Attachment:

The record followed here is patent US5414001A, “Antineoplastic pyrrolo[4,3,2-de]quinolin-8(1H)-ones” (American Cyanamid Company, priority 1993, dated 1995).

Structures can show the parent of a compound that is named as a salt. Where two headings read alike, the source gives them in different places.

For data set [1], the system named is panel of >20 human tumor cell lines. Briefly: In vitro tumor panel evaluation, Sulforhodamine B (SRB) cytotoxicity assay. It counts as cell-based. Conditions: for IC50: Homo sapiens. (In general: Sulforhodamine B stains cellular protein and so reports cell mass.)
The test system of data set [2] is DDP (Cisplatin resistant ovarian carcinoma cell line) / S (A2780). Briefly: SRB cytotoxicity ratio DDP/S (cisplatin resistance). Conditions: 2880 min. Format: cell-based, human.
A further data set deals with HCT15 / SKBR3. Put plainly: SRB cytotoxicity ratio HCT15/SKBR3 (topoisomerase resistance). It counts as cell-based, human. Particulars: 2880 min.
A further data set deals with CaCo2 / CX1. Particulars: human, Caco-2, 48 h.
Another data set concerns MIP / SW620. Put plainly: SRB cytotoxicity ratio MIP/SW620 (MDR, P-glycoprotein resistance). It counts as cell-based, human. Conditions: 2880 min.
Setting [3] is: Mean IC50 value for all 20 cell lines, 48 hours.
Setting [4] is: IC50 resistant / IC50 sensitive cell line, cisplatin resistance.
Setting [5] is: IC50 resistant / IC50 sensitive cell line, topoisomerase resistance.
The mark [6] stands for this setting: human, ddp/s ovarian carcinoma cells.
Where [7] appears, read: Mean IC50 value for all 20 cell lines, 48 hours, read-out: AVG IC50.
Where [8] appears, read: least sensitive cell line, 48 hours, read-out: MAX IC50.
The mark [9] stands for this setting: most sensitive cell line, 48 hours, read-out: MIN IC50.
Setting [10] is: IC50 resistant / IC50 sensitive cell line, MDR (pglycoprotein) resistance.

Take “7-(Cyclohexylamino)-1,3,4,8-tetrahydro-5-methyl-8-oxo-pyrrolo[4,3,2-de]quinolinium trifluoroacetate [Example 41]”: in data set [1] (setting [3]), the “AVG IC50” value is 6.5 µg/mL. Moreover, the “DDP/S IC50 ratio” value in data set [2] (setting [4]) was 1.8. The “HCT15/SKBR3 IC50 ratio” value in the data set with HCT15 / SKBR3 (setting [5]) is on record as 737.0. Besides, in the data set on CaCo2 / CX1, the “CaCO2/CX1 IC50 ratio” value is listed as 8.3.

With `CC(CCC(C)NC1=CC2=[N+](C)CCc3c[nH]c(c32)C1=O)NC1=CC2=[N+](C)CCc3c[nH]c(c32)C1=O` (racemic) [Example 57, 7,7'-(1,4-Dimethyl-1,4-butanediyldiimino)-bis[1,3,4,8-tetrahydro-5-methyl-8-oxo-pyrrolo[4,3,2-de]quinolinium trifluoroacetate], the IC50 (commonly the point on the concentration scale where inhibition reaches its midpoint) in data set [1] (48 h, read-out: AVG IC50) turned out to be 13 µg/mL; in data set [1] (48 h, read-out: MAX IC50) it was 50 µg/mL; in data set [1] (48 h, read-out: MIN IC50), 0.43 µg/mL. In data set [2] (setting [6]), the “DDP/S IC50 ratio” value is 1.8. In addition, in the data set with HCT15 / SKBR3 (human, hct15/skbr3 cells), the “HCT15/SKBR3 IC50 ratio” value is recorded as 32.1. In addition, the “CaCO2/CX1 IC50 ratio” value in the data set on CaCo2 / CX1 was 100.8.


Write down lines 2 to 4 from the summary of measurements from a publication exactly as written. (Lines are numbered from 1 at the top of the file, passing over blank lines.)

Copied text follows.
Structures can show the parent of a compound that is named as a salt. Where two headings read alike, the source gives them in different places.

For data set [1], the system named is panel of >20 human tumor cell lines. Briefly: In vitro tumor panel evaluation, Sulforhodamine B (SRB) cytotoxicity assay. It counts as cell-based. Conditions: for IC50: Homo sapiens. (In general: Sulforhodamine B stains cellular protein and so reports cell mass.)
The test system of data set [2] is DDP (Cisplatin resistant ovarian carcinoma cell line) / S (A2780). Briefly: SRB cytotoxicity ratio DDP/S (cisplatin resistance). Conditions: 2880 min. Format: cell-based, human.